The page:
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U.S. State Department Issues Worldwide Caution Against International Travel

The U.S. State Department issued a worldwide caution against international travel on Thursday, citing increased tensions in various locations around the world and the potential for terrorist attacks, demonstrations, or violent actions against U.S. citizens and interests. While this advisory might raise some eyebrows, it’s worth noting that the advice given isn’t a huge departure from what the Feds typically advise even in “normal” times.

The backdrop for this alert includes a series of events that have shaken the international community. First and foremost, Israel finds itself in the midst of a conflict with Hamas following an unprovoked attack that saw terrorists rushing Israel’s border fence with Gaza. Tragically, this act of aggression resulted in the killing and kidnapping of thousands of Israeli civilians and numerous tourists from the U.S. and Europe. The gravity of the situation was highlighted when President Joe Biden, in only his second address to the nation during his presidency, discussed these hostilities in the Middle East.

The situation in the Middle East isn’t the only cause for concern. The ongoing war between Russia and Ukraine continues to simmer, further adding to the global unease. While these conflicts may feel far away, they contribute to the overall atmosphere of uncertainty that prompted the State Department’s caution. I’d be primarily concerned about this if I were traveling to regions like Poland or any of the former Soviet states.

In addition to these international conflicts, tourist attractions in France have been routinely evacuated in previous weeks due to threats of terrorism. Iconic sites like the Louvre and the Palace of Versailles have not been immune to these evacuations, underscoring the need for vigilance in crowded tourist areas. Additionally, flights in/out of Hamburg (HAM) were halted for several hours due to a threat against an aircraft inbound from Iran.

So, what should you make of the State Department’s worldwide caution? Well, it’s not a call to cancel your international travel plans, but rather a nudge to exercise a little more caution than usual. Here are some steps to consider:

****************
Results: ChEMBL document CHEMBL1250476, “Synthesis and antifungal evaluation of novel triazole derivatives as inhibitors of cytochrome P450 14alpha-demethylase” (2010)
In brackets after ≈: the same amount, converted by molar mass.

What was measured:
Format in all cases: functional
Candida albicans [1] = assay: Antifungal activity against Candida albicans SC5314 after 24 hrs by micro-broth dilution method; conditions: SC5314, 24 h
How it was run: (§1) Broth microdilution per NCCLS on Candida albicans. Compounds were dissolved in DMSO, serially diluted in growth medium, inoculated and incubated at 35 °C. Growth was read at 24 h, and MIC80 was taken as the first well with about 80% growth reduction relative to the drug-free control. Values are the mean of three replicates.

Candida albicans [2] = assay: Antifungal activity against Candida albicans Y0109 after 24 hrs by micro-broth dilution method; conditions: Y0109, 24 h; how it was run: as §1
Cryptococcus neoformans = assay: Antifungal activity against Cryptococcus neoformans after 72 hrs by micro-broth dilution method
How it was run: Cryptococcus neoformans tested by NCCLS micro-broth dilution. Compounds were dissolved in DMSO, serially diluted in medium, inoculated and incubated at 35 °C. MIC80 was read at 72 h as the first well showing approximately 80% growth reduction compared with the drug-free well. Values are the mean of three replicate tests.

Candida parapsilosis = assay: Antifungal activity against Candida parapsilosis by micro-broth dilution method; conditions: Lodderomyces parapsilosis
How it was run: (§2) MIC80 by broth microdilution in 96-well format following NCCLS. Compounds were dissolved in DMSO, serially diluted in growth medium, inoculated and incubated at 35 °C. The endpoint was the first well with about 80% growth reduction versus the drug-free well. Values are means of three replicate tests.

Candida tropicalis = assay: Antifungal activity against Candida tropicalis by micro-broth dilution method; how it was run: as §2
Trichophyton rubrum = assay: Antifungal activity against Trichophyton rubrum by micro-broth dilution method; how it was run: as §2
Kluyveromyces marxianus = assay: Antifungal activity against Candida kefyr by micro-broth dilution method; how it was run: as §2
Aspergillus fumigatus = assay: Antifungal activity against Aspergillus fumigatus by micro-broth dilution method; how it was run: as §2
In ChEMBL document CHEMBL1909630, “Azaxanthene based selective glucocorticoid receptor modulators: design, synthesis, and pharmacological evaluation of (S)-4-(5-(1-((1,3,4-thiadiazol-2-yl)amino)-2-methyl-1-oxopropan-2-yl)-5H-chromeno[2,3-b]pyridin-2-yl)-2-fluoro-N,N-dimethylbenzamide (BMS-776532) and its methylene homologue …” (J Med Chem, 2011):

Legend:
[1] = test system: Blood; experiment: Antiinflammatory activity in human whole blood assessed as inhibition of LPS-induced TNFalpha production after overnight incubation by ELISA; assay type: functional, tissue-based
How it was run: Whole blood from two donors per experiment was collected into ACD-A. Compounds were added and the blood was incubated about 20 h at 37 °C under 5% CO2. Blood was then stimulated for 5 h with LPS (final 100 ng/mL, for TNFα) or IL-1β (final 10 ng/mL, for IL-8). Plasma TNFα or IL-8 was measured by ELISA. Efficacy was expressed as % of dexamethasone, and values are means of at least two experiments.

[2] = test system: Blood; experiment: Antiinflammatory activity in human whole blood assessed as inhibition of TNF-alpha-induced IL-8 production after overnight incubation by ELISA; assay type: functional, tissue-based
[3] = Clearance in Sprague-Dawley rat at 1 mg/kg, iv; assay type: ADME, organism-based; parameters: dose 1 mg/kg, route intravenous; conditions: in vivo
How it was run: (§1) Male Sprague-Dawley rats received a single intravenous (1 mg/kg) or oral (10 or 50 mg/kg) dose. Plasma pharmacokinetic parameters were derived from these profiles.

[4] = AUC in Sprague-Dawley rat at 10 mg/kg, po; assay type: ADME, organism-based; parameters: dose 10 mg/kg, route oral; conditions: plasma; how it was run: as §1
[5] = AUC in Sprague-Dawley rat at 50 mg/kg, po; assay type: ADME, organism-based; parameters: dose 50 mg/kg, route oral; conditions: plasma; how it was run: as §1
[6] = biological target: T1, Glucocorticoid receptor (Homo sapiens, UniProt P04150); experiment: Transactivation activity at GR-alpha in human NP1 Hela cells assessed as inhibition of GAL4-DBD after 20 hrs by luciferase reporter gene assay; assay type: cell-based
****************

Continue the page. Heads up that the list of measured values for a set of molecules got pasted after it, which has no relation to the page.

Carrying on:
1. Enroll in the Smart Traveler Enrollment Program (STEP): If you have upcoming international travel, it’s a good idea to enroll in this free program. It can provide you with valuable information and alerts and make it easier for the U.S. government to locate you in case of an emergency overseas.
  2. Do Your Homework: Before traveling, research the situation on the ground at your destination. Stay informed about local news and any travel advisories specific to that area.
  3. Be Aware of Your Surroundings: When you’re abroad, always keep an eye on your surroundings. The old adage, “If you see something, say something,” holds true. Reporting suspicious activity to local authorities can contribute to your safety and the safety of others.

This advice is roughly equivalent to a “Level 2” travel advisory – the same level assigned to many traditionally “safe” countries like the UK and Germany just prior to the outbreak of the ongoing conflict in the Middle East. It shouldn’t scare you away from travel, but you should do a little more homework and exercise a general sense of awareness of your surroundings. What I probably wouldn’t do is go make a bunch of new bookings more than a few months into the future; the situation is constantly evolving, and I wouldn’t want to be stuck with a bunch of non-refundable reservations if things go south in the coming months.

The State Department’s worldwide caution is a reminder that, while international travel is still very much doable at this juncture, it’s essential to be vigilant and prepared. Keep a watchful eye on the global situation, stay informed, and take sensible precautions to ensure your safety while abroad. Safe travels, and stay informed.

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